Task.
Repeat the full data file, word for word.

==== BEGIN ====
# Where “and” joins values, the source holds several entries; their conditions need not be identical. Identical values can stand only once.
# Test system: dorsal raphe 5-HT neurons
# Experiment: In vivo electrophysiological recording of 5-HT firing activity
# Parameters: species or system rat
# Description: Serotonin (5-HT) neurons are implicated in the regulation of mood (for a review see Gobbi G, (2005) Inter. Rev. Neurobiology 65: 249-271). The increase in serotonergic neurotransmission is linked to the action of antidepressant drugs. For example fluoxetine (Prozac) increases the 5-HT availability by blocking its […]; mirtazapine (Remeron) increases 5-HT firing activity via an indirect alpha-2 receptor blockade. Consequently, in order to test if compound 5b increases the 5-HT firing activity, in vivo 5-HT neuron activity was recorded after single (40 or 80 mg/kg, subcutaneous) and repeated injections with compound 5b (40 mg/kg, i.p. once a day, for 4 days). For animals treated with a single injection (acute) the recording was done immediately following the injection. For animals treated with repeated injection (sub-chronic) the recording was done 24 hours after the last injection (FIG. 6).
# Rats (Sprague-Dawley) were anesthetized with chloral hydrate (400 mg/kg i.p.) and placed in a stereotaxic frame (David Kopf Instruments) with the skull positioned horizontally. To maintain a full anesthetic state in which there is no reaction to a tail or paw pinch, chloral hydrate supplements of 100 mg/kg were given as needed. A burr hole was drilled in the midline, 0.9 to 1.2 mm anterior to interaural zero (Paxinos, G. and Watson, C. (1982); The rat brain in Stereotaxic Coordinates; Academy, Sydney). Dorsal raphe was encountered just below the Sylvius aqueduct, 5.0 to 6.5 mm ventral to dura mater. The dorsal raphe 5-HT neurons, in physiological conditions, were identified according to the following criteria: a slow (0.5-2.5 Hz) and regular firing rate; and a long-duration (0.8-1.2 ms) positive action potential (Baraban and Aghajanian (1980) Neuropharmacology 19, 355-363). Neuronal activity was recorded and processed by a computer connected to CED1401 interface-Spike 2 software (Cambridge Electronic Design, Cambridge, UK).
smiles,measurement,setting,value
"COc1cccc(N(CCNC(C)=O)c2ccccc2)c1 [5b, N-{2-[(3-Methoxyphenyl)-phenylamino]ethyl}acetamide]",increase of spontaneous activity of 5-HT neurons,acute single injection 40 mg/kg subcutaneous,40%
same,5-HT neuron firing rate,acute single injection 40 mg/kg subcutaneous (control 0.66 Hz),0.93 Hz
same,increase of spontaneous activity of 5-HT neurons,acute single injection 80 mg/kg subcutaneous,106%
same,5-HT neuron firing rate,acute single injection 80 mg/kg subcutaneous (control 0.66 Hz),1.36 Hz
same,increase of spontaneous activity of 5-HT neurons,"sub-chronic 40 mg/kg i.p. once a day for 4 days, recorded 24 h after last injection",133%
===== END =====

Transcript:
# Where “and” joins values, the source holds several entries; their conditions need not be identical. Identical values can stand only once.
# Test system: dorsal raphe 5-HT neurons
# Experiment: In vivo electrophysiological recording of 5-HT firing activity
# Parameters: species or system rat
# Description: Serotonin (5-HT) neurons are implicated in the regulation of mood (for a review see Gobbi G, (2005) Inter. Rev. Neurobiology 65: 249-271). The increase in serotonergic neurotransmission is linked to the action of antidepressant drugs. For example fluoxetine (Prozac) increases the 5-HT availability by blocking its […]; mirtazapine (Remeron) increases 5-HT firing activity via an indirect alpha-2 receptor blockade. Consequently, in order to test if compound 5b increases the 5-HT firing activity, in vivo 5-HT neuron activity was recorded after single (40 or 80 mg/kg, subcutaneous) and repeated injections with compound 5b (40 mg/kg, i.p. once a day, for 4 days). For animals treated with a single injection (acute) the recording was done immediately following the injection. For animals treated with repeated injection (sub-chronic) the recording was done 24 hours after the last injection (FIG. 6).
# Rats (Sprague-Dawley) were anesthetized with chloral hydrate (400 mg/kg i.p.) and placed in a stereotaxic frame (David Kopf Instruments) with the skull positioned horizontally. To maintain a full anesthetic state in which there is no reaction to a tail or paw pinch, chloral hydrate supplements of 100 mg/kg were given as needed. A burr hole was drilled in the midline, 0.9 to 1.2 mm anterior to interaural zero (Paxinos, G. and Watson, C. (1982); The rat brain in Stereotaxic Coordinates; Academy, Sydney). Dorsal raphe was encountered just below the Sylvius aqueduct, 5.0 to 6.5 mm ventral to dura mater. The dorsal raphe 5-HT neurons, in physiological conditions, were identified according to the following criteria: a slow (0.5-2.5 Hz) and regular firing rate; and a long-duration (0.8-1.2 ms) positive action potential (Baraban and Aghajanian (1980) Neuropharmacology 19, 355-363). Neuronal activity was recorded and processed by a computer connected to CED1401 interface-Spike 2 software (Cambridge Electronic Design, Cambridge, UK).
smiles,measurement,setting,value
"COc1cccc(N(CCNC(C)=O)c2ccccc2)c1 [5b, N-{2-[(3-Methoxyphenyl)-phenylamino]ethyl}acetamide]",increase of spontaneous activity of 5-HT neurons,acute single injection 40 mg/kg subcutaneous,40%
same,5-HT neuron firing rate,acute single injection 40 mg/kg subcutaneous (control 0.66 Hz),0.93 Hz
same,increase of spontaneous activity of 5-HT neurons,acute single injection 80 mg/kg subcutaneous,106%
same,5-HT neuron firing rate,acute single injection 80 mg/kg subcutaneous (control 0.66 Hz),1.36 Hz
same,increase of spontaneous activity of 5-HT neurons,"sub-chronic 40 mg/kg i.p. once a day for 4 days, recorded 24 h after last injection",133%